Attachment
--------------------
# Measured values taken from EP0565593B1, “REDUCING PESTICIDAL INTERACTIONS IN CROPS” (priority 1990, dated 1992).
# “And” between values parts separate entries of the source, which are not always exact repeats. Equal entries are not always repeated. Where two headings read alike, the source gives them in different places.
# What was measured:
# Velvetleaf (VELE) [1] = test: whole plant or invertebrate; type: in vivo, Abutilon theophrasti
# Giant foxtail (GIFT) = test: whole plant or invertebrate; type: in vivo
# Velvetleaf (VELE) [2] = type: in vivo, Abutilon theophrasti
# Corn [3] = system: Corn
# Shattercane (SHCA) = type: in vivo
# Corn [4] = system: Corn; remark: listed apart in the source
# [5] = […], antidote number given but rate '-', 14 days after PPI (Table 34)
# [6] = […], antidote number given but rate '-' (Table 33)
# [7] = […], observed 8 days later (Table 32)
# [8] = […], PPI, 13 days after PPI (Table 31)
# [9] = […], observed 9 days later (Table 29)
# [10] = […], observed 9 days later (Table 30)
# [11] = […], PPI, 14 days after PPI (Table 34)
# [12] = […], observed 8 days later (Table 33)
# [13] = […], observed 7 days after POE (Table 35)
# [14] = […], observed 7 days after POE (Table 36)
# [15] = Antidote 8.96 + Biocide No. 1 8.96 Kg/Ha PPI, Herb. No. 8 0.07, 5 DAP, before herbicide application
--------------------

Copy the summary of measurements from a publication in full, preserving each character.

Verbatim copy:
# Measured values taken from EP0565593B1, “REDUCING PESTICIDAL INTERACTIONS IN CROPS” (priority 1990, dated 1992).
# “And” between values parts separate entries of the source, which are not always exact repeats. Equal entries are not always repeated. Where two headings read alike, the source gives them in different places.
# What was measured:
# Velvetleaf (VELE) [1] = test: whole plant or invertebrate; type: in vivo, Abutilon theophrasti
# Giant foxtail (GIFT) = test: whole plant or invertebrate; type: in vivo
# Velvetleaf (VELE) [2] = type: in vivo, Abutilon theophrasti
# Corn [3] = system: Corn
# Shattercane (SHCA) = type: in vivo
# Corn [4] = system: Corn; remark: listed apart in the source
# [5] = […], antidote number given but rate '-', 14 days after PPI (Table 34)
# [6] = […], antidote number given but rate '-' (Table 33)
# [7] = […], observed 8 days later (Table 32)
# [8] = […], PPI, 13 days after PPI (Table 31)
# [9] = […], observed 9 days later (Table 29)
# [10] = […], observed 9 days later (Table 30)
# [11] = […], PPI, 14 days after PPI (Table 34)
# [12] = […], observed 8 days later (Table 33)
# [13] = […], observed 7 days after POE (Table 35)
# [14] = […], observed 7 days after POE (Table 36)
# [15] = Antidote 8.96 + Biocide No. 1 8.96 Kg/Ha PPI, Herb. No. 8 0.07, 5 DAP, before herbicide application